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Rethinking public-private partnerships

In an op-ed for Public Sector Executive, Trinley Walker, a senior policy researcher at the New Local Government Network (NLGN), looks at the role of ‘public-private partnerships.’ “Carillion’s demise was spectacular. A rapacious business model that hoovered-up new contracts while running on wafer-thin margins was bound to come unstuck. Criticism of the company, its approach, and government’s lack of oversight of the looming crisis is entirely justified. But to what extent are the ramifications of the Carillion debacle filtering down to the local level and influencing procurement decisions across local authorities? This question was part of the NLGN’s recent report, ‘From Transactions to Changemaking: rethinking partnerships between the public and private sectors,’ which set out a blueprint for a new way of working between the public and private sectors.”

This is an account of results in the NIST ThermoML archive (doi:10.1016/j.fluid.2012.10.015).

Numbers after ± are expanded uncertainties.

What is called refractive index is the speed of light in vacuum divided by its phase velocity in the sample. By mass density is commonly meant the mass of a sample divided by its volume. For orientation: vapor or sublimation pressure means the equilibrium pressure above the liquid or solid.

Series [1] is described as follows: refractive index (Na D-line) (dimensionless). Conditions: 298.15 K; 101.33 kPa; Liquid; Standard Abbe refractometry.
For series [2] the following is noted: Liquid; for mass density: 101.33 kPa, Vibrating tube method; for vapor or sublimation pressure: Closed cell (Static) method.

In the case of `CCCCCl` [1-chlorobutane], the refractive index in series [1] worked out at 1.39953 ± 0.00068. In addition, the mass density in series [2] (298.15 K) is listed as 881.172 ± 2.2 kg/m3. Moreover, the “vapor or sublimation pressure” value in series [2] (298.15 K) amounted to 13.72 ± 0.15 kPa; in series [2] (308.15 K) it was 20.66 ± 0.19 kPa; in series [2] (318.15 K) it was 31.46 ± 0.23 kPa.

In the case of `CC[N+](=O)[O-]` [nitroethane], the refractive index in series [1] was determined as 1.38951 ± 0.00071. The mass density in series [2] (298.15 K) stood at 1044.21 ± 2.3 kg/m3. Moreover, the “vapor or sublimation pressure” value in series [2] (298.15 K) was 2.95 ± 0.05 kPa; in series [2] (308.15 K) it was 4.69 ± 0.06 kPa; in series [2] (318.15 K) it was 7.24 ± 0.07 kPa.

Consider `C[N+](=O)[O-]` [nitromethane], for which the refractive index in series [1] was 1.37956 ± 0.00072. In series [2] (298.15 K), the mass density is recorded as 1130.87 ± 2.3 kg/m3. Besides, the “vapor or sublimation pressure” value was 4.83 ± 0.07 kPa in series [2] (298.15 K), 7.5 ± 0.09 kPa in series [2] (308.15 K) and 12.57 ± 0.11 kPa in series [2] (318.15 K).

Source: www.publicsectorexecutive.com

IMF Critical of UK Privatisation?

A new IMF study concludes that Britain’s underlying public finances are among the worst in the world, thanks to the cost of bailing out the banks after the financial crisis and because “the UK has done more to sell off public assets and consequently reduce the possible income from assets that could offset demands on the public purse” says The Guardian.

Source: The Independent

Documents (3)

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From Transactions to Changemaking: Rethinking Partnerships between the Public and Private Sectors

This report published by the New Local Government Network (NLGN) is a new voice to the debate on the role of the private sector in the delivery of public services. While the current debate remains unhelpfully polarised along party lines, we argue that partnerships between the public and private sectors must fundamentally change – from an approach that is primarily transactional in nature, to one that is changemaking.


Double standards: How the UK promotes rip-off health PPPs abroad

This report concerns Public Private Partnerships (PPPs) in healthcare, known in the UK as the Private Finance Initiative (PFI). It exposes how such PPPs have been an expensive failure in the UK, attracting criticism from government ministers, and yet those same ministers run departments which promote PPPs, including in health, around the world.